With the United States leading the way, the international community’s response to the Ebola fever epidemic gripping West Africa has slowed the disease’s spread in hard-hit Liberia.
The U.S. Centers for Disease Control, working closely with Liberian health officials, found that infection rates are beginning to fall, particularly in urban areas. Serious challenges remain, however, and hot spots of Ebola transmission remain in several counties.
We have been helping fight the Ebola outbreak since soon after the first cases were reported in March. In early November, as part of our whole-of-government response to the crisis, we opened a special medical unit near the capital, Monrovia, to provide care to any healthcare workers who become infected while treating patients. Built by the U.S. Defense Department and manned by U.S. Public Health Service staff, the Monrovia Medical Unit is a 25-bed field hospital, and has admitted 16 patients thus far.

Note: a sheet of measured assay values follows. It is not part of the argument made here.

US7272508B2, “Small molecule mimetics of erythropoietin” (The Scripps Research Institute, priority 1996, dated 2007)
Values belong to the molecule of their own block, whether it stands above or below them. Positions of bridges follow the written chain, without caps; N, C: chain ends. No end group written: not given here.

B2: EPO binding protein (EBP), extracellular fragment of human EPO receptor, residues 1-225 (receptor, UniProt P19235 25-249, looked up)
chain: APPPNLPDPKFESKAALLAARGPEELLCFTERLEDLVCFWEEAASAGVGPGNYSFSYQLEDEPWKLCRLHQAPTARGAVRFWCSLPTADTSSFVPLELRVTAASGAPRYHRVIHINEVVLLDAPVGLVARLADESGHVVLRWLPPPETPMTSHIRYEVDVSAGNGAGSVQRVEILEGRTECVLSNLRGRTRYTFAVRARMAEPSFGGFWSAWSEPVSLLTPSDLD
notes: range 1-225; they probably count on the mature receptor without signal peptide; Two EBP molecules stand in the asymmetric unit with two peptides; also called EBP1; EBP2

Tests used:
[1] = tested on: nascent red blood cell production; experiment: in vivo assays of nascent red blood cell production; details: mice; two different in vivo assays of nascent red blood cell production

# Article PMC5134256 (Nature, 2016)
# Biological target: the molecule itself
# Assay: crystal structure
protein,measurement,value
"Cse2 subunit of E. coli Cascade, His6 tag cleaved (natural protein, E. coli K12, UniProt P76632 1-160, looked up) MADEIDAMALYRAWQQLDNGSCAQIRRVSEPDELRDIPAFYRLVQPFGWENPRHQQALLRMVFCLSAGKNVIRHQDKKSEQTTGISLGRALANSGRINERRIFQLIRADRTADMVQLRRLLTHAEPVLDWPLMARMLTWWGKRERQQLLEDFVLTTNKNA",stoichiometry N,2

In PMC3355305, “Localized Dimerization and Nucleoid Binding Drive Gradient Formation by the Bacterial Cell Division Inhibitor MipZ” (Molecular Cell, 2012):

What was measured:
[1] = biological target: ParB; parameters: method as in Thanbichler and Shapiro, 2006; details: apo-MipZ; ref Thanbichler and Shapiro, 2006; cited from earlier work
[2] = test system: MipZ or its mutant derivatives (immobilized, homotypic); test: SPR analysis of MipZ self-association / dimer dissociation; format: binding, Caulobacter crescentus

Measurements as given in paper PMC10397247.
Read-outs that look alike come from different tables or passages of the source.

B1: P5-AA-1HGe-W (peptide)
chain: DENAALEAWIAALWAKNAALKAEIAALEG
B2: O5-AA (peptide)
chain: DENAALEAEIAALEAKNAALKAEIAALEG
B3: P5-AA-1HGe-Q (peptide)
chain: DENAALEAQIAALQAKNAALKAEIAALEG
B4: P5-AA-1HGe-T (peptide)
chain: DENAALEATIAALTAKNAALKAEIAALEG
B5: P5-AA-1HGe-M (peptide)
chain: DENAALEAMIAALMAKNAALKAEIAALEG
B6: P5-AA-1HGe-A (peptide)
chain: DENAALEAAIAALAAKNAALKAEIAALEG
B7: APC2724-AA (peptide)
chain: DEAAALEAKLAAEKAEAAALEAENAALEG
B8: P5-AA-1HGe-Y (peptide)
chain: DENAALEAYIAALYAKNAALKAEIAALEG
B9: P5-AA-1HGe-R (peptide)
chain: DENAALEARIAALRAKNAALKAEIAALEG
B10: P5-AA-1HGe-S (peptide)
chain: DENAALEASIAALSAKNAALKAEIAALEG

To build on this effort, a U.S. delegation traveled to Liberia on December 2 to review the progress of Ebola response efforts in the country and to learn what more needs to be done. Led by Assistant Secretary of State Linda Thomas-Greenfield, a former U.S. Ambassador to Liberia, the group met with the U. S. and UN Missions as well as international medical staff who are serving the people of Liberia during this global health crisis. The delegation also met with Liberian President Ellen Johnson Sirleaf to underscore our nation’s continued commitment to Liberia and to explore avenues that will accelerate its economic, political and social recovery after the Ebola crisis.
The United States has deep historic ties to Liberia and has long worked with its government to move it out of its post-conflict status toward sustainable development. Since the end of the conflict in 2003, we have invested more than $2 billion toward rebuilding Liberia and improving the lives of its people. The Ebola outbreak is a severe blow to Liberia’s progress, one that we are determined to help it overcome.